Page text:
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Drowning Statistics

New Zealand's Drowning Problem

With any water comes risk and sadly every year far too many people lose their lives or are injured in, on or around the water. The tragedy is that most drownings and injuries are preventable.

Drowning is the third highest cause of accidental death in New Zealand – after motor vehicle accidents and falls.

Males are four times more likely to drown than females, and people across all age groups lose their life in the water.

Immersion incidents, where the victims had no intention of being in the water, remain the largest cause of drowning, followed by incidents where people simply went for a swim.

Hospitalisations are non-fatal drownings resulting in a hospital stay of at least 24 hours.

2018 New Zealand Drowning Prevention Report 


2017 New Zealand Drowning Prevention Report


2016 New Zealand Drowning Prevention Report


2015 New Zealand Drowning Prevention Report


2014 New Zealand Drowning Prevention Report


2013 New Zealand Drowning Prevention Report


2012 New Zealand Drowning Prevention Report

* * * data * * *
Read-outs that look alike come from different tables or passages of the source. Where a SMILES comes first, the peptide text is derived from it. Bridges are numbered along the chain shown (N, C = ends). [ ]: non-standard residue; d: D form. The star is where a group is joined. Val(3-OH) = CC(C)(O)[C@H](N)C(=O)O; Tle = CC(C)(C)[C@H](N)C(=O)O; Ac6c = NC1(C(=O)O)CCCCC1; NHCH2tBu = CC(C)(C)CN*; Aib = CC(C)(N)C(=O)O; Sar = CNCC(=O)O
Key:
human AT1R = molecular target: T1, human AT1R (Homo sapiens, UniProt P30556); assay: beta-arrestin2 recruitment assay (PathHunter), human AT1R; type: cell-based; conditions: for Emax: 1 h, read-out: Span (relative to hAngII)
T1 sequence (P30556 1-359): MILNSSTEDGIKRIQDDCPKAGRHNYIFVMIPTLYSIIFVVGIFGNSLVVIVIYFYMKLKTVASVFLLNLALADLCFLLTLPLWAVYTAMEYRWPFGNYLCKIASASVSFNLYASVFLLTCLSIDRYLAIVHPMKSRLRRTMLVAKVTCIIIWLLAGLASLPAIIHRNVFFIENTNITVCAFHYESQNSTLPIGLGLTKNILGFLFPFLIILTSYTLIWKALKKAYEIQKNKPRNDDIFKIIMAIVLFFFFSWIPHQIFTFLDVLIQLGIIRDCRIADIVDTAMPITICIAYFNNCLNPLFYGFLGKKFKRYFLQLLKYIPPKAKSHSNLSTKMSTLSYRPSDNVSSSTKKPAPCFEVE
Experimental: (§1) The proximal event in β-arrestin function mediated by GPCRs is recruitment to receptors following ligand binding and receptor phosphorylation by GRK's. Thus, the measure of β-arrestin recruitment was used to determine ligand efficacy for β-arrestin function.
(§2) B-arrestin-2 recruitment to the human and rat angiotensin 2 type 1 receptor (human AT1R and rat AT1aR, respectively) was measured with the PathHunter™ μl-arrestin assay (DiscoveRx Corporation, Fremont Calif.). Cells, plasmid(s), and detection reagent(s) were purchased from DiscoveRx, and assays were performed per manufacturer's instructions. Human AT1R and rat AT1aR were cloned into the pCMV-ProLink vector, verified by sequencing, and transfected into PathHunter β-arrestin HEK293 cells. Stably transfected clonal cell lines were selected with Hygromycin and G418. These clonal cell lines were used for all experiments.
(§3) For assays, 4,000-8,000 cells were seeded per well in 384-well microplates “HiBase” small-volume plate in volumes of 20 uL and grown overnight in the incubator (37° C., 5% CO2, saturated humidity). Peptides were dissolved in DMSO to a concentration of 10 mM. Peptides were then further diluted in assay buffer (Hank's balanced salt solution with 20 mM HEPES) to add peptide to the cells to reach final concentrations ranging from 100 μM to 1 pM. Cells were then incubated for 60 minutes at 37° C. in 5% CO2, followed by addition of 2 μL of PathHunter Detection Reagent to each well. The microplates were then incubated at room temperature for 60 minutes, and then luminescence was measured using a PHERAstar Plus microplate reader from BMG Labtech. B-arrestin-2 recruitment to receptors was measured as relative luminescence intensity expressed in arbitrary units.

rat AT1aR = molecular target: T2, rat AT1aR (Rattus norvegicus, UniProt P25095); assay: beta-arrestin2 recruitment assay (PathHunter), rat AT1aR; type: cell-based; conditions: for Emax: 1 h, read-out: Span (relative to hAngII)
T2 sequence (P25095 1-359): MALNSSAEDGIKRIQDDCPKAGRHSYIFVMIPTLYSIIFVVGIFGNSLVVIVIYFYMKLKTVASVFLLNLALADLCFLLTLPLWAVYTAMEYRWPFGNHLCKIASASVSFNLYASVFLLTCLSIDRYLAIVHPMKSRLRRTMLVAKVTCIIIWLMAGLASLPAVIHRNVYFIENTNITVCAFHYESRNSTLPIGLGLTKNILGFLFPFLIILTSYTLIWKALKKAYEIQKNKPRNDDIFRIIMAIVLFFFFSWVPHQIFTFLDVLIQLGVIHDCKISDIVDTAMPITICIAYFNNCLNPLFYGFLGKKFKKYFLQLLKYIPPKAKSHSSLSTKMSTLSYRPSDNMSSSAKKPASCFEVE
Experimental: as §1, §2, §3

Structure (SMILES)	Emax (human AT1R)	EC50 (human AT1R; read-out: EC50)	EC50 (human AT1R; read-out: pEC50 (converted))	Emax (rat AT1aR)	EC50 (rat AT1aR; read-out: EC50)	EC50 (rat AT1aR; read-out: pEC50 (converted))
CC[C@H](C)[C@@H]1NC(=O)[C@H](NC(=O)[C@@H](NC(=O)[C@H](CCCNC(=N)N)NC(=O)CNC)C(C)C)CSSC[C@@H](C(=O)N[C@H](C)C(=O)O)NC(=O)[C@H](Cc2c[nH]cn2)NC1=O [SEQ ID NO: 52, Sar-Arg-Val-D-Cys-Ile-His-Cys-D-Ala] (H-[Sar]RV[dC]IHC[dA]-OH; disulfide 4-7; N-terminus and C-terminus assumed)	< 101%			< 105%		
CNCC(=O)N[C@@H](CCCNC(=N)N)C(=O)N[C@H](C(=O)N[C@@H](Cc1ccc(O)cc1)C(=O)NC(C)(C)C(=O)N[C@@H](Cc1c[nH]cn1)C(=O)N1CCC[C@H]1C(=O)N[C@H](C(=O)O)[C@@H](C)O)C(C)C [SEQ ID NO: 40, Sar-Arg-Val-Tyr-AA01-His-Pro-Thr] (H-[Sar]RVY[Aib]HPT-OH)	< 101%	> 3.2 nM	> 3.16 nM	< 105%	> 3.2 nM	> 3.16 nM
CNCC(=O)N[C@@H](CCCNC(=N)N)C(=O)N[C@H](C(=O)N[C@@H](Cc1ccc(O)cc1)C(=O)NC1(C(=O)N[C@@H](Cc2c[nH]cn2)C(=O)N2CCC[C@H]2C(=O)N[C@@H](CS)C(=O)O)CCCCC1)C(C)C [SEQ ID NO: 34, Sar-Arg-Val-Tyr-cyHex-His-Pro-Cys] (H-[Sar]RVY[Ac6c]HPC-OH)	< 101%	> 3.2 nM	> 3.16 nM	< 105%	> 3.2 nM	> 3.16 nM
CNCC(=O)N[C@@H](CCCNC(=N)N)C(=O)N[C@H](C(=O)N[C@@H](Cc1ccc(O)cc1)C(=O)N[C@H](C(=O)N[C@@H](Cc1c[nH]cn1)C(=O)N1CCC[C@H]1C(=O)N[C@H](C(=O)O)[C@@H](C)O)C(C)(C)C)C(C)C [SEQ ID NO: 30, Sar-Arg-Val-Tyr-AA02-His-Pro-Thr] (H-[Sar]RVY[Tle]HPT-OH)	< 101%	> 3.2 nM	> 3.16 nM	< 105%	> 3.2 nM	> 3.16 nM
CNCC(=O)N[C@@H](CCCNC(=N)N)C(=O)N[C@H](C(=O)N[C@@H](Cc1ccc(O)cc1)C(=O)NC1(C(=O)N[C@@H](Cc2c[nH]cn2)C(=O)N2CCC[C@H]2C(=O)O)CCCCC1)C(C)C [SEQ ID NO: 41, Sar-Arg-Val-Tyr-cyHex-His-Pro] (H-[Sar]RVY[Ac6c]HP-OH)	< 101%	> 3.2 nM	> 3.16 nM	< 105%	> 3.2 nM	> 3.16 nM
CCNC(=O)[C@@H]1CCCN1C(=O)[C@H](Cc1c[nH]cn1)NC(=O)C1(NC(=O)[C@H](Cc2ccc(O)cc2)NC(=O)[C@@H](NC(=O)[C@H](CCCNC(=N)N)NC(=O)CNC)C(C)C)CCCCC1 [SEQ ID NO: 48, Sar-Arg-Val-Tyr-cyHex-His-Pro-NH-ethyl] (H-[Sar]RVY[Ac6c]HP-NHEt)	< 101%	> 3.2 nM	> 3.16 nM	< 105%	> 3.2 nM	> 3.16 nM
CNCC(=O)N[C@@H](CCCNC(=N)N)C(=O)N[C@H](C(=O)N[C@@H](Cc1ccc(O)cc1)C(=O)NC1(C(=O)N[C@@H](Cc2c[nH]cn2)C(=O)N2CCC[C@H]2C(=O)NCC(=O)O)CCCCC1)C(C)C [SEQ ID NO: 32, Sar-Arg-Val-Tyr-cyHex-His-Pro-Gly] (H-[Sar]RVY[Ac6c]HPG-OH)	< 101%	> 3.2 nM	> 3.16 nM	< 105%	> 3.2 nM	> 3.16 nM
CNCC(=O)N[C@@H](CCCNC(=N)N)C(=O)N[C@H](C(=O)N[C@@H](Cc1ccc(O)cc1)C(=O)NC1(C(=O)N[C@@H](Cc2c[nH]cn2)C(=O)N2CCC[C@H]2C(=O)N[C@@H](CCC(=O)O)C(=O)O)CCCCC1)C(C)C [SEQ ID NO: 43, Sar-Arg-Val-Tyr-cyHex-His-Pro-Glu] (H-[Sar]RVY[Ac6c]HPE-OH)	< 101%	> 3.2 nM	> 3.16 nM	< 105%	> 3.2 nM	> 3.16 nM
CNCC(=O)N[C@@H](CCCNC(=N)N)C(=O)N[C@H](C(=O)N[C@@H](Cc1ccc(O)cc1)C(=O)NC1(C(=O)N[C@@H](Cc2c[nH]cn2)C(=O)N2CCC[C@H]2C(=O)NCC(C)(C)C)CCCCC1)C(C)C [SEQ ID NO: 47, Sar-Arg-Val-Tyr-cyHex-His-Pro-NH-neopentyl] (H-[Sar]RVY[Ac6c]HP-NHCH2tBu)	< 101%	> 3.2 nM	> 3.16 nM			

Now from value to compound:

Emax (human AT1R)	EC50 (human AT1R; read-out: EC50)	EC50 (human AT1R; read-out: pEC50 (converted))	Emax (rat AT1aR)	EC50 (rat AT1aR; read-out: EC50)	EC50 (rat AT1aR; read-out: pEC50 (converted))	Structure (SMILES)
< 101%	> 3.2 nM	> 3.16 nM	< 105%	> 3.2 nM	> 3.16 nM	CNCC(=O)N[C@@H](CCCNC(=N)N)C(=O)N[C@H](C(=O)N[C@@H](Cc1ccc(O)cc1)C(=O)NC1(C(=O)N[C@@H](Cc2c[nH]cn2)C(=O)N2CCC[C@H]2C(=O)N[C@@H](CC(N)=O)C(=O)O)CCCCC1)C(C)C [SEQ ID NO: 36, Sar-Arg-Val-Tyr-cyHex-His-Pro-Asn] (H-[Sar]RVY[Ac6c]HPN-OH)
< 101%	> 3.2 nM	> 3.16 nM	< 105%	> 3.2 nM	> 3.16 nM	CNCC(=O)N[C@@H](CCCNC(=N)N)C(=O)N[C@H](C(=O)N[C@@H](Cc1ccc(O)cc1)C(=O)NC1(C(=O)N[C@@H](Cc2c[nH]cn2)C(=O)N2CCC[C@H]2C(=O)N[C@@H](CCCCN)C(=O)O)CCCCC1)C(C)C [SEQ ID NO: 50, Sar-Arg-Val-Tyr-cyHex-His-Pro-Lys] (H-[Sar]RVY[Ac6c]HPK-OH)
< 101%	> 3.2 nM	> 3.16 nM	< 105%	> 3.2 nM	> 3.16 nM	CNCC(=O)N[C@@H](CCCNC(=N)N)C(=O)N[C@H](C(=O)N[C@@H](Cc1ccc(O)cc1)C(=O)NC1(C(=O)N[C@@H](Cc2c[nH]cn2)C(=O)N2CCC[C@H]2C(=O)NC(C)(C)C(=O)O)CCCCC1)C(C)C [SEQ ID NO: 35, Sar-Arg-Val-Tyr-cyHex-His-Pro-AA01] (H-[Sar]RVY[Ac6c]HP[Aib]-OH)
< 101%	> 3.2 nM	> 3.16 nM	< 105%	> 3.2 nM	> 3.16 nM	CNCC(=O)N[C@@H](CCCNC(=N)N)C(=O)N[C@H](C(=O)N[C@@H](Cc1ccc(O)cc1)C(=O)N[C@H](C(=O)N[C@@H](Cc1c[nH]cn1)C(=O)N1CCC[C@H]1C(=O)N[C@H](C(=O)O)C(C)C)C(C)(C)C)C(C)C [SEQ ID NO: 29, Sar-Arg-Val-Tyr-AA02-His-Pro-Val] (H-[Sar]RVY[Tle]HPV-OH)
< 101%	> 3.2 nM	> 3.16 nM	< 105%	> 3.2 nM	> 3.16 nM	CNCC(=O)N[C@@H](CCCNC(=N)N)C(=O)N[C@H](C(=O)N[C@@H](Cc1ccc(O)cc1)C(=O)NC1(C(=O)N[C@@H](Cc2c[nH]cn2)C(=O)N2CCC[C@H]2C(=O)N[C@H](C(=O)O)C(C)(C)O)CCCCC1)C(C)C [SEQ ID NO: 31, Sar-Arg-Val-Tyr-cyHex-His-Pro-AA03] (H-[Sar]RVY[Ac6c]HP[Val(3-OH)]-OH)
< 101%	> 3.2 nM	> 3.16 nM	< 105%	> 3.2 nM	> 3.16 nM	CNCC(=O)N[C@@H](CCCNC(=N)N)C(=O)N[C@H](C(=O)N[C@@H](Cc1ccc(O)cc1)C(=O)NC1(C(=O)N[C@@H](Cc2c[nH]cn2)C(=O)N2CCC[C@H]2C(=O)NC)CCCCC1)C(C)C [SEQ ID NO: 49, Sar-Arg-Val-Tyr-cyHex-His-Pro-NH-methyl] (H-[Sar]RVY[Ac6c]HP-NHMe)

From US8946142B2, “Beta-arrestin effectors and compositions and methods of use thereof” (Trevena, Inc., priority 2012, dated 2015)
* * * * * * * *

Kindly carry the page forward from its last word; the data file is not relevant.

2011 New Zealand Drowning Prevention Report


Important Note

WSNZ gives no warranty as to the correctness of the information or the data provided as it is supplied to WSNZ by third parties under its control. While WSNZ is satisfied as to its accuracy for the purposes for which it is supplied to it, WSNZ shall not be liable for any loss or damage arising directly or indirectly from the use of any data supplied. All reported statistics are provisional.



New Zealand has one of the highest fatal drowning rates in the OECD. In 2017 there were 92 preventable deaths, all entirely preventable. Each one leaves families and communities devastated.

Our drowning toll is something every New Zealander should see as a national disgrace and one we all have a responsibility to address.


Weekly Drowning Report

Drowning Fatalities 15 March 2019


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